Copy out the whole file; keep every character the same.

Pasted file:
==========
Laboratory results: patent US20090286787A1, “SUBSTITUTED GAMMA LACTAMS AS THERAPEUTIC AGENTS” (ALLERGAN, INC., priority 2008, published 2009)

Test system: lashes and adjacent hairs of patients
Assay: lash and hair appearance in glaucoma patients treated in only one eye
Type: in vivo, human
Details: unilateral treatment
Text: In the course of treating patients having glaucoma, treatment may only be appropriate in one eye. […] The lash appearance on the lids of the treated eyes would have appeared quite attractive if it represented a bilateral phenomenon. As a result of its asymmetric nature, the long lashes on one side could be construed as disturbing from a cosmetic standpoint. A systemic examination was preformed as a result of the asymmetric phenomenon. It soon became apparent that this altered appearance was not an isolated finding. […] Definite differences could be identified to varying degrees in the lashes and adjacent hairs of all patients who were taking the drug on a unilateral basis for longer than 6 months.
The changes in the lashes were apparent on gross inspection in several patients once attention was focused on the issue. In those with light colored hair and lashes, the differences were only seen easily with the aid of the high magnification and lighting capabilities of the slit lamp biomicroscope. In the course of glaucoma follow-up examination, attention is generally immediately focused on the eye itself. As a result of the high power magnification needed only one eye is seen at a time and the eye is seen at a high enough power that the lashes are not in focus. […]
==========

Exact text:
Laboratory results: patent US20090286787A1, “SUBSTITUTED GAMMA LACTAMS AS THERAPEUTIC AGENTS” (ALLERGAN, INC., priority 2008, published 2009)

Test system: lashes and adjacent hairs of patients
Assay: lash and hair appearance in glaucoma patients treated in only one eye
Type: in vivo, human
Details: unilateral treatment
Text: In the course of treating patients having glaucoma, treatment may only be appropriate in one eye. […] The lash appearance on the lids of the treated eyes would have appeared quite attractive if it represented a bilateral phenomenon. As a result of its asymmetric nature, the long lashes on one side could be construed as disturbing from a cosmetic standpoint. A systemic examination was preformed as a result of the asymmetric phenomenon. It soon became apparent that this altered appearance was not an isolated finding. […] Definite differences could be identified to varying degrees in the lashes and adjacent hairs of all patients who were taking the drug on a unilateral basis for longer than 6 months.
The changes in the lashes were apparent on gross inspection in several patients once attention was focused on the issue. In those with light colored hair and lashes, the differences were only seen easily with the aid of the high magnification and lighting capabilities of the slit lamp biomicroscope. In the course of glaucoma follow-up examination, attention is generally immediately focused on the eye itself. As a result of the high power magnification needed only one eye is seen at a time and the eye is seen at a high enough power that the lashes are not in focus. […]